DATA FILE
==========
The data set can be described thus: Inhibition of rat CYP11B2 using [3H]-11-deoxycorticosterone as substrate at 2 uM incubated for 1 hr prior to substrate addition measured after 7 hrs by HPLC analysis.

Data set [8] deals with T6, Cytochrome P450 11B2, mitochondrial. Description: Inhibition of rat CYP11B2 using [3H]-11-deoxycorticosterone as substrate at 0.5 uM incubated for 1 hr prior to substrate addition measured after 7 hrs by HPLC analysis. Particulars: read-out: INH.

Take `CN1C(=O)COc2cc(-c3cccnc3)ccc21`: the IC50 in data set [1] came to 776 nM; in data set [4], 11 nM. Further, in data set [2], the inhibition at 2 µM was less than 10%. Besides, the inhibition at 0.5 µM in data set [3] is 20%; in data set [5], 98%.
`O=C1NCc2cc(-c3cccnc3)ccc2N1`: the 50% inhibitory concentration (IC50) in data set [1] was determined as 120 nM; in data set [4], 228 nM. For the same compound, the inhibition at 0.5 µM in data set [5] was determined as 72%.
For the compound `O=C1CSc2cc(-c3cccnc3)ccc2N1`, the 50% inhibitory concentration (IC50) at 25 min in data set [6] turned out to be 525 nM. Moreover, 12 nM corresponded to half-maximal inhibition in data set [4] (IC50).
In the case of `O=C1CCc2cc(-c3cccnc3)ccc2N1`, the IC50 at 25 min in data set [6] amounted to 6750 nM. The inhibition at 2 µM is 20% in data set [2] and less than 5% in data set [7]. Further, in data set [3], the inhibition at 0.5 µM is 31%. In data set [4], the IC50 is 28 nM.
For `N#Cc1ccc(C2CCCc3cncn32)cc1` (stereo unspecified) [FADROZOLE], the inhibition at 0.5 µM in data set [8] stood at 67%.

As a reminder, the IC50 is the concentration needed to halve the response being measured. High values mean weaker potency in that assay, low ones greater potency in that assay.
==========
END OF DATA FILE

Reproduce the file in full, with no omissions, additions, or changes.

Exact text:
The data set can be described thus: Inhibition of rat CYP11B2 using [3H]-11-deoxycorticosterone as substrate at 2 uM incubated for 1 hr prior to substrate addition measured after 7 hrs by HPLC analysis.

Data set [8] deals with T6, Cytochrome P450 11B2, mitochondrial. Description: Inhibition of rat CYP11B2 using [3H]-11-deoxycorticosterone as substrate at 0.5 uM incubated for 1 hr prior to substrate addition measured after 7 hrs by HPLC analysis. Particulars: read-out: INH.

Take `CN1C(=O)COc2cc(-c3cccnc3)ccc21`: the IC50 in data set [1] came to 776 nM; in data set [4], 11 nM. Further, in data set [2], the inhibition at 2 µM was less than 10%. Besides, the inhibition at 0.5 µM in data set [3] is 20%; in data set [5], 98%.
`O=C1NCc2cc(-c3cccnc3)ccc2N1`: the 50% inhibitory concentration (IC50) in data set [1] was determined as 120 nM; in data set [4], 228 nM. For the same compound, the inhibition at 0.5 µM in data set [5] was determined as 72%.
For the compound `O=C1CSc2cc(-c3cccnc3)ccc2N1`, the 50% inhibitory concentration (IC50) at 25 min in data set [6] turned out to be 525 nM. Moreover, 12 nM corresponded to half-maximal inhibition in data set [4] (IC50).
In the case of `O=C1CCc2cc(-c3cccnc3)ccc2N1`, the IC50 at 25 min in data set [6] amounted to 6750 nM. The inhibition at 2 µM is 20% in data set [2] and less than 5% in data set [7]. Further, in data set [3], the inhibition at 0.5 µM is 31%. In data set [4], the IC50 is 28 nM.
For `N#Cc1ccc(C2CCCc3cncn32)cc1` (stereo unspecified) [FADROZOLE], the inhibition at 0.5 µM in data set [8] stood at 67%.

As a reminder, the IC50 is the concentration needed to halve the response being measured. High values mean weaker potency in that assay, low ones greater potency in that assay.